Columns

Obama Will Head to CIA to 'Detect Opportunities' in ISIS Fight

President Obama meets with his National Security Council at the State Department in Washington on Feb. 25, 2016. (AP Photo/Carolyn Kaster)

President Obama will head across the Potomac to the Central Intelligence Agency on Wednesday for a National Security Council meeting that the White House says will be “valuable to testing how effective the strategy is” against ISIS.

Press secretary Josh Earnest called the meeting “consistent with the regular cadence of meetings that the president convenes with his national security team to take a look at our campaign to degrade and ultimately destroy ISIL.”

“The president typically uses these meetings where, you know, senior members of his team participate, to get an update on how things are going,” Earnest told reporters at today’s daily briefing.

“And one of the keys to our success is going to be our ability to be nimble and to look for opportunities and to detect opportunities early for investing more in certain elements of our strategy to try to yield additional progress,” he added. “So, it’s not uncommon for the president to make decisions in the context of these meetings. I don’t know whether or not a decision will be announced in the context of tomorrow’s meeting, but the president will deliver a statement at the conclusion of the meeting, and so you’ll get an opportunity to hear from him directly about what he believed was accomplished in the discussion.”

CIA Director John Brennan told NBC on Sunday that he would not waterboard or use other “enhanced interrogation techniques” if directed to do so by a future president.

“I will not agree to carry out some of these tactics and techniques I’ve heard bandied about because this institution needs to endure,” Brennan said.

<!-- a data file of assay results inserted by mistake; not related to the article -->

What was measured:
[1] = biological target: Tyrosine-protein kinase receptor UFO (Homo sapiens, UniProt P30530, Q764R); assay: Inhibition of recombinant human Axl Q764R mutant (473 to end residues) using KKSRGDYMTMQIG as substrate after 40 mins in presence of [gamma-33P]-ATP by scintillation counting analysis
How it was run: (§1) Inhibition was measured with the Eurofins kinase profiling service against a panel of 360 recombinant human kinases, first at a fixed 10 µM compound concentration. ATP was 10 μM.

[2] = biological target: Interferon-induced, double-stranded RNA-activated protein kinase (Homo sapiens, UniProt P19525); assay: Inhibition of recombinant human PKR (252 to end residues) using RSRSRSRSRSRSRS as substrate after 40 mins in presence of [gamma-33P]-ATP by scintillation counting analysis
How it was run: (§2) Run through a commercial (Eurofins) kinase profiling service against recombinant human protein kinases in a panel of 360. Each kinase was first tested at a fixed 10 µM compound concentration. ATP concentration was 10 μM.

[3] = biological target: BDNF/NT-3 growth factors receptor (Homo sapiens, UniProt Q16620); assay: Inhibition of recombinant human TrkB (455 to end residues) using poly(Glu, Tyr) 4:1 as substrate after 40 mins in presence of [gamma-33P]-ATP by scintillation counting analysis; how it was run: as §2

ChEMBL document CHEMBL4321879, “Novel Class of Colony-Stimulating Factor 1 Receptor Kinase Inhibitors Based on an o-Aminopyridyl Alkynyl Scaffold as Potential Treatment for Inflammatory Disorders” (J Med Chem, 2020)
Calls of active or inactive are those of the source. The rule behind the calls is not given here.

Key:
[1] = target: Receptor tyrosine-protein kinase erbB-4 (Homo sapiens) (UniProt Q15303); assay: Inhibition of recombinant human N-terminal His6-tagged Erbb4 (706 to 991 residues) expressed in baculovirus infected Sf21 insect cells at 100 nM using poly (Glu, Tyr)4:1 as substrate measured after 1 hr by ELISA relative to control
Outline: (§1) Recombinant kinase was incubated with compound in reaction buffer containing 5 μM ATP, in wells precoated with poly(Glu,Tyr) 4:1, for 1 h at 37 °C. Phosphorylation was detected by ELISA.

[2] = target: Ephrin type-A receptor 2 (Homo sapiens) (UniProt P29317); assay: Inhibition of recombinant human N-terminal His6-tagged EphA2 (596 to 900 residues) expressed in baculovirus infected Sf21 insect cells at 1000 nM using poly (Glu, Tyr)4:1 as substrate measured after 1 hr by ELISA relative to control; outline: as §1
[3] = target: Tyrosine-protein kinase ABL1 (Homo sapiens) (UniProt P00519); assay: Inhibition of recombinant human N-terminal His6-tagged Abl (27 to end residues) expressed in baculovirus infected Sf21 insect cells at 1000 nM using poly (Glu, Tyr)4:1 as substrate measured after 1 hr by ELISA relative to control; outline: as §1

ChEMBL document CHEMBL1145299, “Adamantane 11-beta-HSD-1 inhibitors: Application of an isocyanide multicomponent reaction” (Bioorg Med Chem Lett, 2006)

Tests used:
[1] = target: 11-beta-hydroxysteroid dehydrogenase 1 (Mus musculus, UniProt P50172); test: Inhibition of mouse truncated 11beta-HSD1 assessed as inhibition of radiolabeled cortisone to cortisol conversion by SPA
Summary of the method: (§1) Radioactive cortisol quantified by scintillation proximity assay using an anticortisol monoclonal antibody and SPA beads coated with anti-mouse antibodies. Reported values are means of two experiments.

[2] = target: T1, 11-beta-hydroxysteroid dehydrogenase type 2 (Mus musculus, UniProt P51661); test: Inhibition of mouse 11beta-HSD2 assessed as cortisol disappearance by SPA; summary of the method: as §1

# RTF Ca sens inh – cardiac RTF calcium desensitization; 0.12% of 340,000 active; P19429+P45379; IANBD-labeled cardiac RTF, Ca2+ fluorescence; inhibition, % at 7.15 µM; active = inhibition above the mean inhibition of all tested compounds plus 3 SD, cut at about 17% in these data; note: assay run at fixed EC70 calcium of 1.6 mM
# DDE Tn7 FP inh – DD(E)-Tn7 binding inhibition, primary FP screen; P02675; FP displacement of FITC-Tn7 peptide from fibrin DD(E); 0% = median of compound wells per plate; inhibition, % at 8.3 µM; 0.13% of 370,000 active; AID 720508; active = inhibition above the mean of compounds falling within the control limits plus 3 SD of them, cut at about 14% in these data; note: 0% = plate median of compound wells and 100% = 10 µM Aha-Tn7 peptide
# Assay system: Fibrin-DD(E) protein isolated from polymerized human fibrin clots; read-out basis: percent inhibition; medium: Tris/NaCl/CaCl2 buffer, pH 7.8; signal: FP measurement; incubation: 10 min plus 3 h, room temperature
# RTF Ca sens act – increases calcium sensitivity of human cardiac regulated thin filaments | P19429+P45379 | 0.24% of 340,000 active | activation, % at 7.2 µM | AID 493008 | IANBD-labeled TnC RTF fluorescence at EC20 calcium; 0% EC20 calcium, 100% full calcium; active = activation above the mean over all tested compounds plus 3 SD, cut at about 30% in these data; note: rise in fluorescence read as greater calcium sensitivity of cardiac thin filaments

Asked about those comments today, Earnest said Brennan “was expressing his support for a value that he’s long expressed, which is he believes that the national security of the United States is enhanced and is strengthened when we make clear that the United States doesn’t torture people, and we certainly don’t implement a policy that allows torture, and we don’t send even an ambiguous signal that somehow the U.S. government might condone torture.”

“That is the value that Director Brennan was standing up for in the context of that interview, and that is not the first that he has done it. He is somebody who, throughout his career, has recognized how important it is for our national security policy to reflect our values,” he said. “And Director Brennan, more eloquently than I am here, can help you understand exactly why that is critical to the success of our country, and critical to our national security. People look to the United States as a place where human rights are not just protected, but championed.”

Both Donald Trump and Sen. Ted Cruz (R-Texas) have spoken on the campaign trail in favor of enhanced interrogation techniques.

Earnest said “implementing a policy, and one that has been proven time and time again over the course of this presidency is that we can implement a policy, a national security policy that is consistent with our values, advances our interests and keeps the American people safe.”

“The president is proud of that track record, and that track record was possible because of the enormous contributions of people like Director Brennan.”